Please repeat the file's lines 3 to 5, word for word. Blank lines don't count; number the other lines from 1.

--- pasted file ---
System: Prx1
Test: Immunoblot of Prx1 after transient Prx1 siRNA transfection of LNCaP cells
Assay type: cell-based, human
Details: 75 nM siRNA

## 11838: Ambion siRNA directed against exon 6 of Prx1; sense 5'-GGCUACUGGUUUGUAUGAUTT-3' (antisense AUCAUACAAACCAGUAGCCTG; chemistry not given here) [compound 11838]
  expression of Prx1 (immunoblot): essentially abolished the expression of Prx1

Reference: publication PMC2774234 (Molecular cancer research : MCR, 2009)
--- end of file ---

Assay type: cell-based, human
Details: 75 nM siRNA

## 11838: Ambion siRNA directed against exon 6 of Prx1; sense 5'-GGCUACUGGUUUGUAUGAUTT-3' (antisense AUCAUACAAACCAGUAGCCTG; chemistry not given here) [compound 11838]